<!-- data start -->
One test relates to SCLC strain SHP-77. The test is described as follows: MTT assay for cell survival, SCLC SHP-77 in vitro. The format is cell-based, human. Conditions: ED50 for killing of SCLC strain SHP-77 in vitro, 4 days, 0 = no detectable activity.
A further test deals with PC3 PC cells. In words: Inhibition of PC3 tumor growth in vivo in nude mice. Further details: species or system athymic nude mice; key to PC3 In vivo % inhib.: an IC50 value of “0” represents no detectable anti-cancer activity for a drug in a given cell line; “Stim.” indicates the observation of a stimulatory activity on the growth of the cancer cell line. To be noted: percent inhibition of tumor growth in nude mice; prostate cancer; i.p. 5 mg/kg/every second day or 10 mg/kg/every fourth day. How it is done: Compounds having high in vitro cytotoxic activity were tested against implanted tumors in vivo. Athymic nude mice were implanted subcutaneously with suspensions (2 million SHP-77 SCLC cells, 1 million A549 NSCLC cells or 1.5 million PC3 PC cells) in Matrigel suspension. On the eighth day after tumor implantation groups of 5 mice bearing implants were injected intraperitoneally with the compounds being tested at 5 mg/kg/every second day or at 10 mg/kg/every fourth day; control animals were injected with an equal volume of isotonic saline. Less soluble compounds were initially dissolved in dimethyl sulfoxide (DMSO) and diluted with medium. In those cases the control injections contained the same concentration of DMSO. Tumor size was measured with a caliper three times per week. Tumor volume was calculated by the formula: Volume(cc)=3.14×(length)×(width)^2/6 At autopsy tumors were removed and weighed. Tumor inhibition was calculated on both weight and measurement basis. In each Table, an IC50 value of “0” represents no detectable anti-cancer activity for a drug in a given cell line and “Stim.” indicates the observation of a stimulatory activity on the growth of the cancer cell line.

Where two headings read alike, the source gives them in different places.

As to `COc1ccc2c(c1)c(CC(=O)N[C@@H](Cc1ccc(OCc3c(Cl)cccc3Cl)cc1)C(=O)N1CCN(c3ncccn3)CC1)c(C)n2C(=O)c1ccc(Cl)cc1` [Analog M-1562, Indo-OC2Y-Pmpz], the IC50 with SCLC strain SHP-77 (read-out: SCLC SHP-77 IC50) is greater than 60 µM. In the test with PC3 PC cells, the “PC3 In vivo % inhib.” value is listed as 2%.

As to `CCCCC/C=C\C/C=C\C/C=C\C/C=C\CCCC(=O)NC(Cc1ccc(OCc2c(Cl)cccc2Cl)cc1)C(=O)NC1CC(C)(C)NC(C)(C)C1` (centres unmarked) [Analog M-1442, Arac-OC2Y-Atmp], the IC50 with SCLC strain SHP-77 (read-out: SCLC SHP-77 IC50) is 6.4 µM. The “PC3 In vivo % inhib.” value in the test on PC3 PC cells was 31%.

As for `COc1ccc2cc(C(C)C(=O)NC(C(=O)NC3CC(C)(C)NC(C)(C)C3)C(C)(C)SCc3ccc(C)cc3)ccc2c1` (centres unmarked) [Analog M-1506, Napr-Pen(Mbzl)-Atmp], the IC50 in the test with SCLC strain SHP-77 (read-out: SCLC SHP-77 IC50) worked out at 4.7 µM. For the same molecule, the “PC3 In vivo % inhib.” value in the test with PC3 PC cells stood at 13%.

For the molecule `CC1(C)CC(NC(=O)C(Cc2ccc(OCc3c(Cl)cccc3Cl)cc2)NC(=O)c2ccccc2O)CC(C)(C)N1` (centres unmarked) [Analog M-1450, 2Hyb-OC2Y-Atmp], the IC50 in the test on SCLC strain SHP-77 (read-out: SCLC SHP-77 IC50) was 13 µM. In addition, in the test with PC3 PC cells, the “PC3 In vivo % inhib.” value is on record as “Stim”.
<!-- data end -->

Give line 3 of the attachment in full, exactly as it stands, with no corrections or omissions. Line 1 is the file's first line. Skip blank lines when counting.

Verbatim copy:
Where two headings read alike, the source gives them in different places.